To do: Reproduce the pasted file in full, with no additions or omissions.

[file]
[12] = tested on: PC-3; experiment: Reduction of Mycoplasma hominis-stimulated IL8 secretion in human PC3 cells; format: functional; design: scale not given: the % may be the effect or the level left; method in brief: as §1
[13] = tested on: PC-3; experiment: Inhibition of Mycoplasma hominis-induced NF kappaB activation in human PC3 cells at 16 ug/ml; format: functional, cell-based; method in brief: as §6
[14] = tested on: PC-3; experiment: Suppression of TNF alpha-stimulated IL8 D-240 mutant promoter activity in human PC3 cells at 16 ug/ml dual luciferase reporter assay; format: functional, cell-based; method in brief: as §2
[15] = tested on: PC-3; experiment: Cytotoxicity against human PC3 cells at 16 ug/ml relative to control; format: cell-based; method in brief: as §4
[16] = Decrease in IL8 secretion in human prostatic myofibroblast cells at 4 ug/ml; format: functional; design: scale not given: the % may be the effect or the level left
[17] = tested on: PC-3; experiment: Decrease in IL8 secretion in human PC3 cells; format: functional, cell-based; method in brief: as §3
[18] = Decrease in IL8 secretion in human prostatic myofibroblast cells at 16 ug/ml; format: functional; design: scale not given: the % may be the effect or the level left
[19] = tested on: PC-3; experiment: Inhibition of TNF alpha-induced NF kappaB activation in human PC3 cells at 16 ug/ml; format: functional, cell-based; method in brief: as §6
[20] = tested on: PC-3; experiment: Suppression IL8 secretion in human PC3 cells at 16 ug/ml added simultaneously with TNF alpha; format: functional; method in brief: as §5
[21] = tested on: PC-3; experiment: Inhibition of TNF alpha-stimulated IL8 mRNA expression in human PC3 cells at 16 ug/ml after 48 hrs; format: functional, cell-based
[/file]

[12] = tested on: PC-3; experiment: Reduction of Mycoplasma hominis-stimulated IL8 secretion in human PC3 cells; format: functional; design: scale not given: the % may be the effect or the level left; method in brief: as §1
[13] = tested on: PC-3; experiment: Inhibition of Mycoplasma hominis-induced NF kappaB activation in human PC3 cells at 16 ug/ml; format: functional, cell-based; method in brief: as §6
[14] = tested on: PC-3; experiment: Suppression of TNF alpha-stimulated IL8 D-240 mutant promoter activity in human PC3 cells at 16 ug/ml dual luciferase reporter assay; format: functional, cell-based; method in brief: as §2
[15] = tested on: PC-3; experiment: Cytotoxicity against human PC3 cells at 16 ug/ml relative to control; format: cell-based; method in brief: as §4
[16] = Decrease in IL8 secretion in human prostatic myofibroblast cells at 4 ug/ml; format: functional; design: scale not given: the % may be the effect or the level left
[17] = tested on: PC-3; experiment: Decrease in IL8 secretion in human PC3 cells; format: functional, cell-based; method in brief: as §3
[18] = Decrease in IL8 secretion in human prostatic myofibroblast cells at 16 ug/ml; format: functional; design: scale not given: the % may be the effect or the level left
[19] = tested on: PC-3; experiment: Inhibition of TNF alpha-induced NF kappaB activation in human PC3 cells at 16 ug/ml; format: functional, cell-based; method in brief: as §6
[20] = tested on: PC-3; experiment: Suppression IL8 secretion in human PC3 cells at 16 ug/ml added simultaneously with TNF alpha; format: functional; method in brief: as §5
[21] = tested on: PC-3; experiment: Inhibition of TNF alpha-stimulated IL8 mRNA expression in human PC3 cells at 16 ug/ml after 48 hrs; format: functional, cell-based